Scrapbook One Hundred Sixty Nine…

scrapbook

MARCH 2017

EUNICE, LA

One late Friday afternoon in 1951, I found myself in Eunice, LA., visiting Peggy Proctor and her family for the weekend. It was raining when a buddy dropped me off on his way to somewhere else. Peggy and I had been dating since our early grades in high school and everyone considered me part of her clan.

At the time, I was a PFC in the Air Force making $95 a month, and attending Radar Mechanics School in Biloxi, MS. I was on the red-eye shift, 1800 to midnight.

Sunday evening came too early and I had to be in school the next afternoon or really bad things would happen to me. The Korean War was new and the military was unreasonable about discipline. PFCs were easy targets.

I told Peggy to not worry about me and when I heard her front door reluctantly close behind me, it was dark and Biloxi was more than 200 miles away.

After walking a couple of blocks while holding my little suitcase over my head against the irrational moisture, I heard voices coming from a little church just ahead. The front doors were open and the warm incandescent lights were compelling. When two ladies saw me dripping in the vestibule they rushed over, and with typical Cajun hospitality, pulled me inside for coffee.

The congregation was playing Bingo. All of a sudden I was in a completely different world.

I didn’t have enough coins to jingle, but I did have a quarter, just one quarter, and the sign on the wall said “Cards – 25 Cents.” What the heck, I thought, and I invested all of my cash. There were three winners in the first game and I was one of them. Now I had $3.75, and hope was flickering.

The bus station was three blocks away and I started running. The drizzle stopped bothering me. When the ticket man told me the fare to Biloxi was $3.95, I felt numb. I spread all of my money on the counter and asked if I could please buy a ticket with that amount?

His finger started counting and with each word he spoke my pulse rate increased. Our eyes locked for an eternity and then he said, “No you can’t buy a ticket with that amount,” still looking at me hard, “but I’ll give you 20 cents.”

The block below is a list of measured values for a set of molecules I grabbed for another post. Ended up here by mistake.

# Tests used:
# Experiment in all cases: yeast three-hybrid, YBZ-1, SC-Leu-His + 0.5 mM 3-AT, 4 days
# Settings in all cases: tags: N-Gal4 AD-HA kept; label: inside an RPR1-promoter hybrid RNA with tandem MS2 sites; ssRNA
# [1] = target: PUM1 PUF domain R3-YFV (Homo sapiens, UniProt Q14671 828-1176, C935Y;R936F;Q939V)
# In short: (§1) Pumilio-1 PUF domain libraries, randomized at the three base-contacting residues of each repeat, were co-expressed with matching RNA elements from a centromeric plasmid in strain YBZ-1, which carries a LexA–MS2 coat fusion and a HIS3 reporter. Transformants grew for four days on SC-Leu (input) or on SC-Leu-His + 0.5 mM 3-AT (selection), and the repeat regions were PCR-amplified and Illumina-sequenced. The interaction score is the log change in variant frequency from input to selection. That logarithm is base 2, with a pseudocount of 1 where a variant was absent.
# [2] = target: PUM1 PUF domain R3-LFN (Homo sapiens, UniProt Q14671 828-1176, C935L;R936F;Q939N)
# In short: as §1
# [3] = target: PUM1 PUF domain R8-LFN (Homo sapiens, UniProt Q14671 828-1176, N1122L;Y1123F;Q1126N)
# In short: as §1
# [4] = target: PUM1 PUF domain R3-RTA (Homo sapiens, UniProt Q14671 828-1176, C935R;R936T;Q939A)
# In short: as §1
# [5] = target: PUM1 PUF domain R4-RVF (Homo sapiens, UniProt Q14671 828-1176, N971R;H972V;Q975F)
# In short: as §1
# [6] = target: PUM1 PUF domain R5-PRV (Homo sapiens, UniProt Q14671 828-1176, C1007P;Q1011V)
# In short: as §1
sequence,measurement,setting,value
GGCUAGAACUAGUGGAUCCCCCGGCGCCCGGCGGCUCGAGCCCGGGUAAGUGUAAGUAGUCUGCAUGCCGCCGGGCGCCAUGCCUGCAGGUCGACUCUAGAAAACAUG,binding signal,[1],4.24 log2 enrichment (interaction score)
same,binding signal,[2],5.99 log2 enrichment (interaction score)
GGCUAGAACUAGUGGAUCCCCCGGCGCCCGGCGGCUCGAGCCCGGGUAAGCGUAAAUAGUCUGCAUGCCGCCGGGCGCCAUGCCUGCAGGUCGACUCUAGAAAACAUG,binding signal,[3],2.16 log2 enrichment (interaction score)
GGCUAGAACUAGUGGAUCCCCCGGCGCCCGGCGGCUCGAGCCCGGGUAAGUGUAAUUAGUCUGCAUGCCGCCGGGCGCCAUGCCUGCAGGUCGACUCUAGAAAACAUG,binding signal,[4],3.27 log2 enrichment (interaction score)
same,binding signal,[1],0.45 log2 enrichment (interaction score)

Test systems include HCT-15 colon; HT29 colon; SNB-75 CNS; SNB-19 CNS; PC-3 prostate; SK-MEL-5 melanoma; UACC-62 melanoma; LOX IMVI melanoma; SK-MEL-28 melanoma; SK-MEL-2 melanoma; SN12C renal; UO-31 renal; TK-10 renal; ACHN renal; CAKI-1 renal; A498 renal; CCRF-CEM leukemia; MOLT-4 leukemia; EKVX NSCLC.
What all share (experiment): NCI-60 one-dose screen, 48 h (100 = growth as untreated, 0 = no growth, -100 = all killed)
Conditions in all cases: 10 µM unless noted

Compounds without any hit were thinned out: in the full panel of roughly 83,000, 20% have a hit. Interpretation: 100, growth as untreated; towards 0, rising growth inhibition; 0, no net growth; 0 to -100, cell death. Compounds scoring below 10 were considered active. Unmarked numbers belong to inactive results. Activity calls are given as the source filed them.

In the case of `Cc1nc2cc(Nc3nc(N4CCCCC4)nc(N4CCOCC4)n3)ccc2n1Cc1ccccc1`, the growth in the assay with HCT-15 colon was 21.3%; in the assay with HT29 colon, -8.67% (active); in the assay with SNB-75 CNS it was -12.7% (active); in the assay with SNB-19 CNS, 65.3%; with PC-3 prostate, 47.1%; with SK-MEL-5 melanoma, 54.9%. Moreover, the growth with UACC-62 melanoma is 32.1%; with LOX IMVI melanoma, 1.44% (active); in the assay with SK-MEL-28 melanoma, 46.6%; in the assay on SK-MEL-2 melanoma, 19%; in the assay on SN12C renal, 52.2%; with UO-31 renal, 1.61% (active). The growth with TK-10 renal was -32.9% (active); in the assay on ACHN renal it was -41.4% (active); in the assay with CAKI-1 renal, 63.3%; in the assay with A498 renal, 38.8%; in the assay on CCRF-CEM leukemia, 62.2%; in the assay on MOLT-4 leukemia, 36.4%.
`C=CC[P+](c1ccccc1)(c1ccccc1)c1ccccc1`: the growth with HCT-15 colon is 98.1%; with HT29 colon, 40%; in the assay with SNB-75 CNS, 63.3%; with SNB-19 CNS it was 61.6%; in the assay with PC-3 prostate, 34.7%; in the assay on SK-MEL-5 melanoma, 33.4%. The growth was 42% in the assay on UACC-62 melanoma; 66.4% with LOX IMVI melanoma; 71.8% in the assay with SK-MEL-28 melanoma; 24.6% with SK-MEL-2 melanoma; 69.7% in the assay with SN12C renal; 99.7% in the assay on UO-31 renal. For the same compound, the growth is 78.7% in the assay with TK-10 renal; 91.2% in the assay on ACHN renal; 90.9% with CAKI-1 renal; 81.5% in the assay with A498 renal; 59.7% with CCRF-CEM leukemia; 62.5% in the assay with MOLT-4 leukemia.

I waved to my friend behind the counter as I climbed into the bus. He was smiling, and I knew everything would be alright.

I came away from that experience with some thoughts to live by.

  1. There is no such thing as a self-made man.
  2. Give it your best shot and see what happens.
  3. Never underestimate the power of a quarter.
  4. Give some of it back when it is needed.

f

 

Scrapbook One Hundred Two…

scrapbook

NOVEMBER 2014

 

Age

114

Of course she wasn’t 29 but I don’t dare mention that. You know how women are about their age. That ad ran on November the 16th sometime during the 20th century, and that’s all I’m going to say, except that the phone started ringing and she didn’t know she knew so many strangers.

112

Peggy

If you want to know her age you can ask Peggy, but if you do I suggest you come wearing a bullet proof vest and carrying a bible.

A few relatives know that I’m ___years older than my wife so I can’t talk about that either because anyone who’s good at math could figure it out. But I’ll give you a hint; all of my friends tell me I don’t look 49.

IMG_1005

Forrest-2014

Some men are a little secretive about their age also – like Dal, so I would never embarrass him by saying. But he’s 20 + 9 – 7 x 3 + 13 – 6 + 8 + 8. If his wife works the arithmetic and tells him his age he’ll probably deny it. But he is however old he is.

dal

dal

Maybe I’m just mad because political correctness won’t let me say what I’m thinking.  Guess I’ll just go fishing. f